So we get to the first ride, and of course, we are all excited and squealing with joy, and guess what? The ticket book is gone. Someone stole it from George’s back pocket, man, was he upset. So my Dad, being 46 and the oldest of our group, takes charge and he and George go to find some manager to see what could be done. They were taken into a office, and sat in front of the secretary in the waiting room. By this point, they were getting kind of nervous… This was 1966, and there were not many other Black people at the amusement park, so they just assumed that we were all going to get thrown out for trying to scam the joint. LOL 😉

After about 15 minutes, a man comes out of the office, and asks my Dad and George to step in and sit down. He sat on the edge of his big desk and listened very quietly to their story. My Dad told him they didn’t want to disappoint their kids, and was there anyway they could get some ride tickets back, not all that were stolen, but just enough so the kids could ride a few times, and then we would all leave.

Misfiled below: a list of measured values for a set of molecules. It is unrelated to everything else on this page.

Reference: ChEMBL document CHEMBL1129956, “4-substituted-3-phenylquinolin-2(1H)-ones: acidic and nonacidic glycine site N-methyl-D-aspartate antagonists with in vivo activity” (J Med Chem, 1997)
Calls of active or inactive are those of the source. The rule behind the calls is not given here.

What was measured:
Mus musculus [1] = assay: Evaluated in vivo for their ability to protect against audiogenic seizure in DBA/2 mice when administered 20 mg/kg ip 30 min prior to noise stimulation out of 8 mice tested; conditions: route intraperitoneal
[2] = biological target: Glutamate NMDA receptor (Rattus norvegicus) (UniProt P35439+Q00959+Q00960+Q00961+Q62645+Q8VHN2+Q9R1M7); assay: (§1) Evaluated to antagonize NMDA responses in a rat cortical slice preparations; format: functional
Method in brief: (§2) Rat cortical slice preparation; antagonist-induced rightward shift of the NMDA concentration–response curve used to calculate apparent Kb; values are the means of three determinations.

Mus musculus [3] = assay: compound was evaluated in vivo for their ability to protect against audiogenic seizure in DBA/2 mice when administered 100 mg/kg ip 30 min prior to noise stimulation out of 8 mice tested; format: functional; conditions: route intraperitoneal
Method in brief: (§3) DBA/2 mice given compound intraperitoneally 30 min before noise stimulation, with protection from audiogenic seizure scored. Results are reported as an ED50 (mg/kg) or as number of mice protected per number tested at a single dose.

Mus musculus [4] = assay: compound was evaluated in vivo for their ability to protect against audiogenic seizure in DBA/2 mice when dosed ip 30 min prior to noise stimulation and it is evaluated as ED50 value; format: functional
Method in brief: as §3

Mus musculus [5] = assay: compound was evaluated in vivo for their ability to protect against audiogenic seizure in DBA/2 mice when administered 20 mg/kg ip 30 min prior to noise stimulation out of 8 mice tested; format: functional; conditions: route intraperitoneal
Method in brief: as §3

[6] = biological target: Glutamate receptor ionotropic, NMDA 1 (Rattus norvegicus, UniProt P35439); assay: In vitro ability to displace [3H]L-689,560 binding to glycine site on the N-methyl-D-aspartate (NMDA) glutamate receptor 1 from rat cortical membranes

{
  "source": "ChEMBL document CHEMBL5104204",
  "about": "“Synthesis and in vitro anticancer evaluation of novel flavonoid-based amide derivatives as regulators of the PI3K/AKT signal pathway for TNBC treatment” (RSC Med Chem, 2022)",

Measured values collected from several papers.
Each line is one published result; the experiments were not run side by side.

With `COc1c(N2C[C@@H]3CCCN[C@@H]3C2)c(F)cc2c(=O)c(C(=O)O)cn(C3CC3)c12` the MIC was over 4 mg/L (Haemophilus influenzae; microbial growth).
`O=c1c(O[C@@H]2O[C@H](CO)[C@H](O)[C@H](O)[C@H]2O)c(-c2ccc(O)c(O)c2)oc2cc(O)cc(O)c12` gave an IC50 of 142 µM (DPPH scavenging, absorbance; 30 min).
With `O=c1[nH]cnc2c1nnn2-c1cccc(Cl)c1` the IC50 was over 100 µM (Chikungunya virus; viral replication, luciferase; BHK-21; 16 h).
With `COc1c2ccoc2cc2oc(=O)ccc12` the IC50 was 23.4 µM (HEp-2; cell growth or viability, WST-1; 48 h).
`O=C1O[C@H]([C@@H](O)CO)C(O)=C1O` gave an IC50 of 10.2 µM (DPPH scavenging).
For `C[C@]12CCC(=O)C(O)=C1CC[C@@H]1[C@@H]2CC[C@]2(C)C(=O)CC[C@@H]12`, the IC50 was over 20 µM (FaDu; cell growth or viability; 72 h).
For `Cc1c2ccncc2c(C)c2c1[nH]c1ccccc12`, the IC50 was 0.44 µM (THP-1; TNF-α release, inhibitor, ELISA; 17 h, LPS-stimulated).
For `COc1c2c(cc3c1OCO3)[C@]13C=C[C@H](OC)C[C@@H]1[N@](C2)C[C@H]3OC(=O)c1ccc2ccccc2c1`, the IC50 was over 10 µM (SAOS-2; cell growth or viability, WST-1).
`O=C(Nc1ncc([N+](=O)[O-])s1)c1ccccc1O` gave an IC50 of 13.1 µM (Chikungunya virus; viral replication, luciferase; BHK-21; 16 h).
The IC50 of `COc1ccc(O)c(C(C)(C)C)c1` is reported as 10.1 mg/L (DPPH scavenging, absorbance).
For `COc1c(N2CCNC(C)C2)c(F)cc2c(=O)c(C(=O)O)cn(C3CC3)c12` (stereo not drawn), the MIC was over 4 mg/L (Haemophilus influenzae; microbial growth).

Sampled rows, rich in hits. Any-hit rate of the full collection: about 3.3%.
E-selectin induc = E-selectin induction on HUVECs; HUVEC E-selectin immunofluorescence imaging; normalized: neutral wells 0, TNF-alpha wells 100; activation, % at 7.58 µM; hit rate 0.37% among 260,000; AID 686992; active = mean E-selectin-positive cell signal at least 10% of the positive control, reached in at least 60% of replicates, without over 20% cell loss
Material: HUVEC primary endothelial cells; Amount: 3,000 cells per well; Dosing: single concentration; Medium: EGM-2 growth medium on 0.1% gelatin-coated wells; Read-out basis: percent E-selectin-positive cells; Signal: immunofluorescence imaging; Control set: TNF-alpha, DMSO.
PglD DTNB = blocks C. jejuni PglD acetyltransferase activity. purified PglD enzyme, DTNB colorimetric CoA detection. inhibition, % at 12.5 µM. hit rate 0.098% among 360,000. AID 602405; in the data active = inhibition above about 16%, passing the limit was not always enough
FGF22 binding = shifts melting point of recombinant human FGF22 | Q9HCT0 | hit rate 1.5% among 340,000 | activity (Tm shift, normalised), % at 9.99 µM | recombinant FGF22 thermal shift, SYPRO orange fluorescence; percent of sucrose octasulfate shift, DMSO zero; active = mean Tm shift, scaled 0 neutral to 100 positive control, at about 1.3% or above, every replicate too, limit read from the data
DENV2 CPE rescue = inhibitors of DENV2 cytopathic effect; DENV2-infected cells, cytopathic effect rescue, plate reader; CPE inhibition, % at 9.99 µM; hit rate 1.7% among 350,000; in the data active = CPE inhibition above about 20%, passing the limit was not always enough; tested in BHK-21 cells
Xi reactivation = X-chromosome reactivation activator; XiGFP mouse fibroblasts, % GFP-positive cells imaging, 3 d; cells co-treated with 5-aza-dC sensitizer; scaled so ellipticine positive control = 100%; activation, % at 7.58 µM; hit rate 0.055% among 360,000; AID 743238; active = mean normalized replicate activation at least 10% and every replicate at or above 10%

The man said, “That’s out of the question. You came here with your family, and someone robbed you, so that’s not your fault. Please take these ticket books, they are good for all weekend, and your family can ride as much as they want, and come back tomorrow if they want to.”

walt-disney1My dad and cousin got up, to shake this mans hand and thank him. My dad said, I’m sorry sir, I never got your name? The man said, my name is Walt Disney…..

True Story…

I’ve read different opinions on why Disney decided to create this movie. Some are not impressed, and have said that Disney’s motivation is more of a financial nature, rather than a move to foster any kind of diversity. Whatever Disney’s reasons, I’ll always remember my own families story, and have to believe somewhere, some place, Walt Disney is smiling…because for him, it was all about the kids.~~AudieGrl